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Effects of Cutting Phenology (Non-dormant Versus Dormant) on Early Growth Performance of Three Willow Clones Grown Under Different Weed Treatments and Planting Dates

Author:
Welc, Monika, Lundkvist, Anneli, Verwijst, Theo
Source:
BioEnergy research 2017 v.10 no.4 pp. 1094-1104
ISSN:
1939-1234
Subject:
aboveground biomass, biomass production, clones, cold storage, crop-weed competition, cutting, growth performance, models, phenology, planting date, spring barley, sprouting, tree growth, weed control, willows, Sweden
Abstract:
To assess the effects of cutting phenology on early growth performance of three willow clones grown under different weed treatments and planting dates, freshly harvested (non-dormant) and cold-stored (dormant) cuttings from willow clone Tora, Jorr, and Olof were planted in bucket experiment outdoors in central Sweden on five planting dates (May–June 2013) with or without a model weed (spring barley). Non-dormant cuttings sprouted faster than dormant cuttings when planted early in the season. For cuttings planted later in the season, bud sprouting was affected only by willow clone. Aboveground biomass production was affected by cutting phenology, planting date, clone, and weed treatment. When planted on May 3 and May 10, biomass produced from non-dormant and dormant cuttings did not differ, while willows grown from dormant cuttings produced 59% more aboveground biomass than willows grown from non-dormant cuttings when planted on May 24–June 16. Tora produced on average 12% more biomass than Jorr and Olof, and weed competition reduced aboveground biomass production on average with 36%. The ability of willow to suppress weeds (WSA) was 26 (non-dormant cuttings) and 12% (dormant cuttings) higher for willows planted on May 3 compared with WSA of willows grown from cuttings planted later in the season. The ability to tolerate competition from weeds (WT) was 51 and 52% lower for willows grown from non-dormant and dormant cuttings planted late in the season compared with WT of willows planted earlier in the season. We conclude that planting with long-term cold storage of willow cuttings can be replaced with planting freshly harvested cuttings when planting is performed in early season, and that weed competition strongly reduces biomass production. Weed control during the establishment phase is crucial in order to maximize willow biomass production.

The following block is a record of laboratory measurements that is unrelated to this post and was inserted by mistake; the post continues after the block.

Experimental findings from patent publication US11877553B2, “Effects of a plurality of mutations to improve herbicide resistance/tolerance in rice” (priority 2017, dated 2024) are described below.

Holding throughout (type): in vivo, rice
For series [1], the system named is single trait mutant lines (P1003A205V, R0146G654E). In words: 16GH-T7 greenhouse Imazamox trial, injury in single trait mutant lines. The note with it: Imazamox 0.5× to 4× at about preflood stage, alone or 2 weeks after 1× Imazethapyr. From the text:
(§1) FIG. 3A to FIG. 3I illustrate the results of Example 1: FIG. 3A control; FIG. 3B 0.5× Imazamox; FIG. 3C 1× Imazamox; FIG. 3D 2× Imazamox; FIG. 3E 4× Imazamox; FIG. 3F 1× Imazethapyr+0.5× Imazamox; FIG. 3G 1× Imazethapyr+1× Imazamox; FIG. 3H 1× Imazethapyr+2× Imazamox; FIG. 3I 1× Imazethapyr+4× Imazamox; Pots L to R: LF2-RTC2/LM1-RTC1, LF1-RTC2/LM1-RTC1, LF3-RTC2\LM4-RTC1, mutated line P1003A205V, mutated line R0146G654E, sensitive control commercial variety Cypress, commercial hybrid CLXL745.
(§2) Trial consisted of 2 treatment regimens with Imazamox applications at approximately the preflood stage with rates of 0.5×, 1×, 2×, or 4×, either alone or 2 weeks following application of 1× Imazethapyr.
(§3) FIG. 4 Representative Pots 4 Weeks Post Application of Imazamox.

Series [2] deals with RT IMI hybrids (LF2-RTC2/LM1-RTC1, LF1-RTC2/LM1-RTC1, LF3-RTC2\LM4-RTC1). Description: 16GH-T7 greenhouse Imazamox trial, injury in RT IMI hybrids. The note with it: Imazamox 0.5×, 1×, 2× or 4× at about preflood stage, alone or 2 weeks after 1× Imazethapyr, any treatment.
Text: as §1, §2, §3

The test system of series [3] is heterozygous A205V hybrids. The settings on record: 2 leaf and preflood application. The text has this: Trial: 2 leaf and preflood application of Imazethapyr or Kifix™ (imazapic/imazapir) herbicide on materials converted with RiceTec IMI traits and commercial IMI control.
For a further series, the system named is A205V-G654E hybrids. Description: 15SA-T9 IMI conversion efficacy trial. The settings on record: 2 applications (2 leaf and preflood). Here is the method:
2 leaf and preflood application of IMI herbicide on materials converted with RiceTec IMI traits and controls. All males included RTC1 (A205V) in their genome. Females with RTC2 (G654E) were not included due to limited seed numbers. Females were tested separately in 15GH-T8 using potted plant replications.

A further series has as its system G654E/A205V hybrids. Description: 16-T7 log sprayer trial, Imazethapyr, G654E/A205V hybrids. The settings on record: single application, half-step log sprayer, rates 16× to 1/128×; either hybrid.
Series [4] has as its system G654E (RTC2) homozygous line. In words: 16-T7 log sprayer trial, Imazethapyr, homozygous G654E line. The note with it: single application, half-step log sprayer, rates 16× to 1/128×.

Agid:
5851741